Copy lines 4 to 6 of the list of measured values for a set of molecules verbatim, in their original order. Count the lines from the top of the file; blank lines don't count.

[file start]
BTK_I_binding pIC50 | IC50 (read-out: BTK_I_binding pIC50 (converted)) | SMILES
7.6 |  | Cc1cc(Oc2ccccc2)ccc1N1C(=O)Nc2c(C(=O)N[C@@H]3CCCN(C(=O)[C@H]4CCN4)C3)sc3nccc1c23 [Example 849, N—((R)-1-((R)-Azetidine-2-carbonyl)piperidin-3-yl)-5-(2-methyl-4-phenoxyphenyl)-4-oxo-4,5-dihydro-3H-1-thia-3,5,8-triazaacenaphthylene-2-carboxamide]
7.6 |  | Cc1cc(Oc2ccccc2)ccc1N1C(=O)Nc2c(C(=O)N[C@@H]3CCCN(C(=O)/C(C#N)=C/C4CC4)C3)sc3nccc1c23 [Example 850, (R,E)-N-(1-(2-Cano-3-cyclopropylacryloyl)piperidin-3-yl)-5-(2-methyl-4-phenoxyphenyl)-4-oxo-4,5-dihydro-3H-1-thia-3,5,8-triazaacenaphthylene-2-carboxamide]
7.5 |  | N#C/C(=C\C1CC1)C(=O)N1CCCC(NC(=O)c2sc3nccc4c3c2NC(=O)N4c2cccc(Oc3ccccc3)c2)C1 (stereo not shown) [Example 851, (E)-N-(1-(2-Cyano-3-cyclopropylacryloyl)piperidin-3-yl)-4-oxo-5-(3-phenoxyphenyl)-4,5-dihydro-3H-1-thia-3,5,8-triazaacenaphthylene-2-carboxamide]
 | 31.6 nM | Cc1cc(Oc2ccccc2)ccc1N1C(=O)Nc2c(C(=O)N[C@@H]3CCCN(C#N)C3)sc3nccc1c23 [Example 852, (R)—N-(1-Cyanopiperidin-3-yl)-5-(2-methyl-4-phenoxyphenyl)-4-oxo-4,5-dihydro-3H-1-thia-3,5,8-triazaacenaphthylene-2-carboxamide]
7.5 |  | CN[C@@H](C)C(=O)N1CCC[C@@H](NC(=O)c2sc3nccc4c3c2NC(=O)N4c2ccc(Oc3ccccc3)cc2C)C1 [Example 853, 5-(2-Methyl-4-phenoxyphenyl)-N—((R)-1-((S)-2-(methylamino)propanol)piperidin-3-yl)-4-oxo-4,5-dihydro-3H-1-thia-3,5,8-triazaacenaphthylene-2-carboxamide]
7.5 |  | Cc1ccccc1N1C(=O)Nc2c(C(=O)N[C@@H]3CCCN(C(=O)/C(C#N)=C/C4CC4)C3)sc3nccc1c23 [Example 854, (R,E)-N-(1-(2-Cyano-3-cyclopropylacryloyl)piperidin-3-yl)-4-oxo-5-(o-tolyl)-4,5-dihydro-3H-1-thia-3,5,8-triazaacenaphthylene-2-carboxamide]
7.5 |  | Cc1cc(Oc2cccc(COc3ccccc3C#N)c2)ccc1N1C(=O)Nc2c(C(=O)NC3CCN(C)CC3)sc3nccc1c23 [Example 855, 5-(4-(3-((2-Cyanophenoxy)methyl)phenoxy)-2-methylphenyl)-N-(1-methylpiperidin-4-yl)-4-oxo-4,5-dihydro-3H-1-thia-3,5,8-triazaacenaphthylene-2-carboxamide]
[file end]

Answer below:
7.5 |  | N#C/C(=C\C1CC1)C(=O)N1CCCC(NC(=O)c2sc3nccc4c3c2NC(=O)N4c2cccc(Oc3ccccc3)c2)C1 (stereo not shown) [Example 851, (E)-N-(1-(2-Cyano-3-cyclopropylacryloyl)piperidin-3-yl)-4-oxo-5-(3-phenoxyphenyl)-4,5-dihydro-3H-1-thia-3,5,8-triazaacenaphthylene-2-carboxamide]
 | 31.6 nM | Cc1cc(Oc2ccccc2)ccc1N1C(=O)Nc2c(C(=O)N[C@@H]3CCCN(C#N)C3)sc3nccc1c23 [Example 852, (R)—N-(1-Cyanopiperidin-3-yl)-5-(2-methyl-4-phenoxyphenyl)-4-oxo-4,5-dihydro-3H-1-thia-3,5,8-triazaacenaphthylene-2-carboxamide]
7.5 |  | CN[C@@H](C)C(=O)N1CCC[C@@H](NC(=O)c2sc3nccc4c3c2NC(=O)N4c2ccc(Oc3ccccc3)cc2C)C1 [Example 853, 5-(2-Methyl-4-phenoxyphenyl)-N—((R)-1-((S)-2-(methylamino)propanol)piperidin-3-yl)-4-oxo-4,5-dihydro-3H-1-thia-3,5,8-triazaacenaphthylene-2-carboxamide]